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Java Iterator

Jakob Jenkov
Last update: 2018-09-22

The Java Iterator interface represents an object capable of iterating through a collection of Java objects, one object at a time. The Iterator interface is one of the oldest mechanisms in Java for iterating collections of objects (although not the oldest - Enumerator predated Iterator).

Obtaining an Iterator

Most often that is how you will interact with an Iterator by obtaining it from some Java object that contains multiple nested objects. For instance, you can obtain an Iterator from many of the Java Collection data structures, e.g. a List, Set, Map, Queue, Deque or Map.

Here is an example of obtaining a Java Iterator from a List instance:

List list = new ArrayList();


Iterator iterator = list.iterator();

Iterating an Iterator

You iterate the objects in an Iterator using a while loop. Here is an example of iterating the elements of a Java Iterator using a while loop:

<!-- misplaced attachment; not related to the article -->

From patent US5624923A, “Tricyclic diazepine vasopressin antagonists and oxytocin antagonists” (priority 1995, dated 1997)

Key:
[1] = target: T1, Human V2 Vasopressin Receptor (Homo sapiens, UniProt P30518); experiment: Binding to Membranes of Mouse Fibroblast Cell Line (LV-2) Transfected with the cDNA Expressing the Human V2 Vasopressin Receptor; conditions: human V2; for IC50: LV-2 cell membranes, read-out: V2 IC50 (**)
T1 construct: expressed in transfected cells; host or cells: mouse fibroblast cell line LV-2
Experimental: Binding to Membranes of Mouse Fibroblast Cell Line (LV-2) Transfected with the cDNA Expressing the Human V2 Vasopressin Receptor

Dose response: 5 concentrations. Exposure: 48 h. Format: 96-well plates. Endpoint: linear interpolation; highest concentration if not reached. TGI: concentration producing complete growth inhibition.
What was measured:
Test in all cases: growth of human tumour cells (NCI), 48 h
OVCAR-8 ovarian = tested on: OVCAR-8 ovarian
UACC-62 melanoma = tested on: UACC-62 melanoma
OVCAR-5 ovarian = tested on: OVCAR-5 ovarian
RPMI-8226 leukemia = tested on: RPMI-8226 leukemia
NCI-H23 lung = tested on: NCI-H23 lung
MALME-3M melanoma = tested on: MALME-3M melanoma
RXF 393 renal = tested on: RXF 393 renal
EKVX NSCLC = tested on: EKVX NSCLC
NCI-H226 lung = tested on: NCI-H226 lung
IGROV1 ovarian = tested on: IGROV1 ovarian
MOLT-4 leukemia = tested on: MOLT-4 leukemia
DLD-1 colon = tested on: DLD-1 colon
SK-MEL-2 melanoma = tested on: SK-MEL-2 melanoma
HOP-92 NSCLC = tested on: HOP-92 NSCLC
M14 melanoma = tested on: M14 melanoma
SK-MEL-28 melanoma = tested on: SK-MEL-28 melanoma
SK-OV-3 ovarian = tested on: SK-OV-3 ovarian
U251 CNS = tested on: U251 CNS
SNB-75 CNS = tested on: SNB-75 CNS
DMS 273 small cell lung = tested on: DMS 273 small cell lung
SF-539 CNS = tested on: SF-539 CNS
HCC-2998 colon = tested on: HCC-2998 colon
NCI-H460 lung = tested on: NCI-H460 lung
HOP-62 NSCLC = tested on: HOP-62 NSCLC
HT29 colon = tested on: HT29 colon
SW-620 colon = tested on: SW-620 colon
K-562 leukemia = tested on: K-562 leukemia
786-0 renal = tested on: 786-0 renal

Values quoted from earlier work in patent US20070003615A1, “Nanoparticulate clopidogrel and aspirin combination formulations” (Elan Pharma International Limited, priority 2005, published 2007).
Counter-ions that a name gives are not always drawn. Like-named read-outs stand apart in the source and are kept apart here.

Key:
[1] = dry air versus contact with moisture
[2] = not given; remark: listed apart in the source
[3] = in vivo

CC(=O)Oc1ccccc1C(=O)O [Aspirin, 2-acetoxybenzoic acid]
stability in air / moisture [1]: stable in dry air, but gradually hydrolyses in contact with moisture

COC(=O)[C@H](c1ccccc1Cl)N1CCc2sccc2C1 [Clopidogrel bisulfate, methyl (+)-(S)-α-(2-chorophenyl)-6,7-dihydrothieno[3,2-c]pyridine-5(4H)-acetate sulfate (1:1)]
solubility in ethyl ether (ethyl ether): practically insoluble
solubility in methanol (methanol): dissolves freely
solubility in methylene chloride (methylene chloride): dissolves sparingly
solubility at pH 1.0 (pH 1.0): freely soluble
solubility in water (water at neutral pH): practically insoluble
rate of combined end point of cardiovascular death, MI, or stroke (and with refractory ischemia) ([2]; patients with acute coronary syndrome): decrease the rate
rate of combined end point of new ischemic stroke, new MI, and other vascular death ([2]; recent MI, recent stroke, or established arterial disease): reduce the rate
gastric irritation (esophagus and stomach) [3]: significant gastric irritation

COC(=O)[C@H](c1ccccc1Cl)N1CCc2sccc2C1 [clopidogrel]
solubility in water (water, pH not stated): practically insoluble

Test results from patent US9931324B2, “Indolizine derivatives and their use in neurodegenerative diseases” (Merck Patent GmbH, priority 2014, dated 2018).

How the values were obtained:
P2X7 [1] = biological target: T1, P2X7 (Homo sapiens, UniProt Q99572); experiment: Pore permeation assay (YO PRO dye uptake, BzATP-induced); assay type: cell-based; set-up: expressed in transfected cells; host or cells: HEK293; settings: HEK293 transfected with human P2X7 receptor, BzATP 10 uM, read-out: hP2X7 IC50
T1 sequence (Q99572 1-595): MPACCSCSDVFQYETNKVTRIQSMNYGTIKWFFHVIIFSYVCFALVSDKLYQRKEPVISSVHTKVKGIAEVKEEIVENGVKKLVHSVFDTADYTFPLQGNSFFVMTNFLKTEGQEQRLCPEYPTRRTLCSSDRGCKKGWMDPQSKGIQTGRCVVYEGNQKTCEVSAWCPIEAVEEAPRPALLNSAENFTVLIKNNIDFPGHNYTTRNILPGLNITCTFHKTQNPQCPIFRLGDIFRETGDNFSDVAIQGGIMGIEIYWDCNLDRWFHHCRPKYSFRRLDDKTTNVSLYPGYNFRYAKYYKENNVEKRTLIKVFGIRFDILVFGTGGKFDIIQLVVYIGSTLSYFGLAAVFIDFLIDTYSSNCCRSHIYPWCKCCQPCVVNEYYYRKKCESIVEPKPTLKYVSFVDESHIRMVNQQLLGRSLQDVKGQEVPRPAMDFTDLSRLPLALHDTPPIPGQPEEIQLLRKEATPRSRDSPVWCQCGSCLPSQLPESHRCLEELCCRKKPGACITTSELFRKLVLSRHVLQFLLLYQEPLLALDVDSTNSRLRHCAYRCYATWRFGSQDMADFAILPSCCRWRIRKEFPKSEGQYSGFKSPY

Iterator iterator = list.iterator();

while(iterator.hasNext()) {
    Object nextObject =;


There are two methods to pay attention to in the above Java example. The first method is the Iterator hasNext() method which returns true if the Iterator contains more elements. In other words, if the Iterator has a next element.

The second method to pay attention to is the next() method. The next() method returns the next element of the collection the Iterator traverses.

Iteration Order

The order in which the elements contained in a Java Iterator are traversed depends on the object that supplies the Iterator. For instance, an iterator obtained from a List will iterate through the elements of that List in the same order the elements are stored internally in the List. An Iterator obtained from a Set, on the other hand, does not make any guarantees about the exact sequence the elements in the Set are iterated in.

Jakob Jenkov

Copyright  Jenkov Aps
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